My colleague Jim Daly, president of Focus on the Family, wrote the following in his book “Marriage Done Right: One Man, One Woman”:
“[Marriage] is a sacred union of a man and a woman that confers myriad benefits on the spouses, their children, and society at large—benefits that cannot be replicated by any other relationship.”
One of those key benefits is happiness, as a recent essay by W. Bradford Wilcox of the American Enterprise Institute documents. It also refutes the current cultural consensus that the single life is the road to personal satisfaction and fulfillment.
It’s perhaps no coincidence that some of the most dissatisfied voices in our toxic public discourse come from those who are not married. It’s sometimes those individuals who feel less than pleased with the course of their lives.
Wilcox wrote that in 1970, there were 77 marriages per 100 women. Forty-five years later, that number had decreased to 32 marriages per hundred, and it has continued to decrease to the point where, according to the 2022 American Family Survey, the share of American men and women who are currently married is only 45%.
The decreasing marriage rate has led to a spike in the number of people living alone—more than 37 million adults as of 2021. While not all adults living alone are lonely, many are, and those individuals are more likely to lack significant social connections, which can be deadly.
John Cacioppo, a University of Chicago psychology professor, wrote in his book “Loneliness: Human Nature and the Need for Social Connection” that the negative health risks of living alone are far worse than air pollution or obesity.
But the problem goes beyond just the individual. It affects our society as well. Many of our current cultural divides can be traced to social isolation and the lack of connections individuals have with a wide swath of people. Thus, loneliness, and the bitterness it ferments, has not occurred in a vacuum.
Nevertheless, despite evidence that documents how marriage provides many of the social connections needed to not just survive, but to thrive in life, our culture continues to send messages that women do not need a husband to be happy; that men should focus on their careers instead of family; and “the kids will be all right” even when they lack a mother or a father.
In Wilcox’s essay, he looks at research from the American Community Survey on the happiness of married vs. single women, and the contrast is stark. Married mothers between the ages of 18 and 55 have a mean household income of $133,000, compared with $79,000 for those in the same age range that are single and childless.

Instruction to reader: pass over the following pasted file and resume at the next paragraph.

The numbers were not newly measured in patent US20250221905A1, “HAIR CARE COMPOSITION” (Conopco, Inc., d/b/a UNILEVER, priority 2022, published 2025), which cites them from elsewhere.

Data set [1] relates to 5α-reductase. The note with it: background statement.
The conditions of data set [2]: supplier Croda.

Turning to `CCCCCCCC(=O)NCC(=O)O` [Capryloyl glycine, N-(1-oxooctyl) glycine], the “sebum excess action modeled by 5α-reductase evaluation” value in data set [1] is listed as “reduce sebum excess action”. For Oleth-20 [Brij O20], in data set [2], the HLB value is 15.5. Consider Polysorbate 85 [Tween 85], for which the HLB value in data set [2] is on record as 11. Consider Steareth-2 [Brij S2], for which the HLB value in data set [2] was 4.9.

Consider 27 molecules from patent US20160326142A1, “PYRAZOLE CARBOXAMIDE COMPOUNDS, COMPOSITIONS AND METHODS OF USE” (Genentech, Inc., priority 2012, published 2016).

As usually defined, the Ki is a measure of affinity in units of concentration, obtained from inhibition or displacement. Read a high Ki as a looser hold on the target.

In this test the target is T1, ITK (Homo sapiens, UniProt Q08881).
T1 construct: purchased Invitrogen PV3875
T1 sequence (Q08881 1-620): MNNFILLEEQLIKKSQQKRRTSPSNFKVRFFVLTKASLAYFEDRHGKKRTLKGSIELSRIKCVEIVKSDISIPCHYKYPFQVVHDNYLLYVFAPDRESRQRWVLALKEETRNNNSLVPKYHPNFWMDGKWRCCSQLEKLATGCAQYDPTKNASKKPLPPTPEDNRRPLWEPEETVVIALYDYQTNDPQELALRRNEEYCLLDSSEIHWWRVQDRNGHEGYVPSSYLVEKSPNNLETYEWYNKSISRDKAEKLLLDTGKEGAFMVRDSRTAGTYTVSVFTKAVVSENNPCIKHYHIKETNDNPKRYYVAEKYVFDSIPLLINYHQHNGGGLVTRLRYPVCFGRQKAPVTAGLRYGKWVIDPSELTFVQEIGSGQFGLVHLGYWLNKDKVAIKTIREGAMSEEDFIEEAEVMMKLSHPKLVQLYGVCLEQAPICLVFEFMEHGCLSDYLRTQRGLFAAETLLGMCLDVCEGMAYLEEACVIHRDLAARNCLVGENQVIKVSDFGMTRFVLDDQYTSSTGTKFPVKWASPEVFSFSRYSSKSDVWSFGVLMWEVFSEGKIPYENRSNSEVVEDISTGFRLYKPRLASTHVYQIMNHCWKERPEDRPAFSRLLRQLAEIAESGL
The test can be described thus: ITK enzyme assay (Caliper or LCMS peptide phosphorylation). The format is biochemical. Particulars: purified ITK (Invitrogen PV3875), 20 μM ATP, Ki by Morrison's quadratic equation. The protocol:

But personal contentment and happiness go far beyond financial means.
In the American Family Survey, 33% of those same married mothers reported they were “completely satisfied” with their lives. In contrast, only 15% of single and childless women felt the same way.
In addition, about 60% of those single and childless women were more likely to report feelings of loneliness compared with married mothers. That suggests that the bonds created through family and friends are perhaps the most important factor in life satisfaction.
Given the trend that married women tend to be deeply concerned about cultural issues that affect their families, and as a result often lean more conservative in their worldview, it logically follows that the happiest women are conservative women.
Conservatives also have ties to organizations, such as churches, that provide connections with others. The survey reports a 15 percentage point gap between conservative women saying they are completely satisfied with their lives, compared with liberal women (31% vs. 16%).
And it’s just not women. On the heels of this research comes another study, this one done by psychology professor Darby Saxbe of the University of Southern California demonstrating the positive changes men experience once they become fathers, such as becoming less self-absorbed and more empathetic to others.
Thus, the overall findings become abundantly clear: The key to a happy life is a connected life—and marriage and families are a common denominator in making those connections.
Family cohesion or disintegration is now the definitive barometer of the health or illness of the social fabric of our country. That barometer is pointing to stormy weather ahead unless we turn back as a society to affirming and creating families, rather than dismissing them.
As author Tim Carney wrote several years ago, if we continue down the current road we are on, where marriage and families are becoming scarcer and scarcer, “[w]e are left, then, with a society where intact families are not the norm, but something of a luxury good.”
“That’s hardly a healthy foundation,” he said.
He added recently, “If independence is rising in salience, that suggests that we are all finding fewer things worthy of attachment. We face a poverty of meaning, and so, see little reason in making more of us.”
Without the meaning that comes through personal connections, we often turn to isolation and anger. If we are going to have a happier, more satisfied, and more united nation, we need to start with the meaningful connections made through the unique bond of marriage and parenthood.
Happier people are more satisfied people, who in turn become more content and caring citizens. One of the first roads leading to American renewal is through the realization and reaffirmation of the unique benefits of marriage and family—for men, women, children, and all of American society.
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